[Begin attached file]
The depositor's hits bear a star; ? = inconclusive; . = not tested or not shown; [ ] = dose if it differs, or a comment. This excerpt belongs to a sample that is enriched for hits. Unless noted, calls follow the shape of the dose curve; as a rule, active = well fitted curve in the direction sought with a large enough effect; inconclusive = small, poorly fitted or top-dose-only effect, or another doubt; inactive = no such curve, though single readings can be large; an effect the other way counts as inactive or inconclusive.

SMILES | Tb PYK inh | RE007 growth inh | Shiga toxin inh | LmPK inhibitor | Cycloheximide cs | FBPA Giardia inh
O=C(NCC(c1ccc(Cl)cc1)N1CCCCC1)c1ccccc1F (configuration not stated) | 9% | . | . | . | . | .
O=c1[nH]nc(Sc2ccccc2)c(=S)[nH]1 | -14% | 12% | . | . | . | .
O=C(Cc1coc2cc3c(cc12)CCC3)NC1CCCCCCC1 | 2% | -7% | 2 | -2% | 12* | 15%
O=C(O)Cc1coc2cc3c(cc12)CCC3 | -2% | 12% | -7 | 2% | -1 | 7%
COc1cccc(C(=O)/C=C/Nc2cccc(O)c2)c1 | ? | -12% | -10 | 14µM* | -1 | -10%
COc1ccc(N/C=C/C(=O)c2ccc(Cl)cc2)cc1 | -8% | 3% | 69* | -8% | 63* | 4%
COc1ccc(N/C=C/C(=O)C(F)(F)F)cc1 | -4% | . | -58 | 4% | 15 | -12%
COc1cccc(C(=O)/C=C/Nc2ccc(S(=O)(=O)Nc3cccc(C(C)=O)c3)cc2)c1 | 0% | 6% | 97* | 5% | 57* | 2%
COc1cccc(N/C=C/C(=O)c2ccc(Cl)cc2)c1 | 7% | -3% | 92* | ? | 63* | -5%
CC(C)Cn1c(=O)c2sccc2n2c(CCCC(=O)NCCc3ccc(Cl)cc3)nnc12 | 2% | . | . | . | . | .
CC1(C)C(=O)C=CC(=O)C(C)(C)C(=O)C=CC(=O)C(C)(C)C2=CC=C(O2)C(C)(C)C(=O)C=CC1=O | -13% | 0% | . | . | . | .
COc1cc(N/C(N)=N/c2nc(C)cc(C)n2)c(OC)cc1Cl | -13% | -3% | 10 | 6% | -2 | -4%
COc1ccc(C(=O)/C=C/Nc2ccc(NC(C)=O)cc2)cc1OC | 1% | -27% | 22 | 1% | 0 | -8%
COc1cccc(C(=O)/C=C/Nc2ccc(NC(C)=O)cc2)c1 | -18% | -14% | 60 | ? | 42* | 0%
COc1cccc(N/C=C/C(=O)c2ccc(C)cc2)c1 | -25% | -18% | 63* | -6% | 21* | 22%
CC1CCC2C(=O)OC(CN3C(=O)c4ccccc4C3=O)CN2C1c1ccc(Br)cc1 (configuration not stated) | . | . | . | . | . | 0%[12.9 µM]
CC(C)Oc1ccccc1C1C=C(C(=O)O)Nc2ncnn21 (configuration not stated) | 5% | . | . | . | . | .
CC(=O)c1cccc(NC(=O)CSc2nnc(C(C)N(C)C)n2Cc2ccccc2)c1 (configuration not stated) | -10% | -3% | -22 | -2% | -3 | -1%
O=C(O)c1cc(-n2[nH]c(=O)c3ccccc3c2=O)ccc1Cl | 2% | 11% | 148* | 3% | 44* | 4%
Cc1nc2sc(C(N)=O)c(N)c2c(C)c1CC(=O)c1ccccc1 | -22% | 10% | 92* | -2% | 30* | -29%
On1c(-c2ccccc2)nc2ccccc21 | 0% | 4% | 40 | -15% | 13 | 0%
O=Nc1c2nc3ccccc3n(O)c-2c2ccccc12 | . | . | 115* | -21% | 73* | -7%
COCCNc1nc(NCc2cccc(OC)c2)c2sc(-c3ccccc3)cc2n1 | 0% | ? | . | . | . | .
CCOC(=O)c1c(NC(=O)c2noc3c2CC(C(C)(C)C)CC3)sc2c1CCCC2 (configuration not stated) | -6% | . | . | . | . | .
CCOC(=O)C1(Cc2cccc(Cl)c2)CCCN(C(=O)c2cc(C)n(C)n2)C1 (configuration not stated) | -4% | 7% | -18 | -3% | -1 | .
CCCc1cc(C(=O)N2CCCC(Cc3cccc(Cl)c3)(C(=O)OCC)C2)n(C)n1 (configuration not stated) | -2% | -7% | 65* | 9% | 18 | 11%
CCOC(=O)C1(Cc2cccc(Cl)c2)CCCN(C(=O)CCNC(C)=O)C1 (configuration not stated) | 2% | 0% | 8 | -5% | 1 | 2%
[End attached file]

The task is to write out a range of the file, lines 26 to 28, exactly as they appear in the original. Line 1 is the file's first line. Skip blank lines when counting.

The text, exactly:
CCOC(=O)c1c(NC(=O)c2noc3c2CC(C(C)(C)C)CC3)sc2c1CCCC2 (configuration not stated) | -6% | . | . | . | . | .
CCOC(=O)C1(Cc2cccc(Cl)c2)CCCN(C(=O)c2cc(C)n(C)n2)C1 (configuration not stated) | -4% | 7% | -18 | -3% | -1 | .
CCCc1cc(C(=O)N2CCCC(Cc3cccc(Cl)c3)(C(=O)OCC)C2)n(C)n1 (configuration not stated) | -2% | -7% | 65* | 9% | 18 | 11%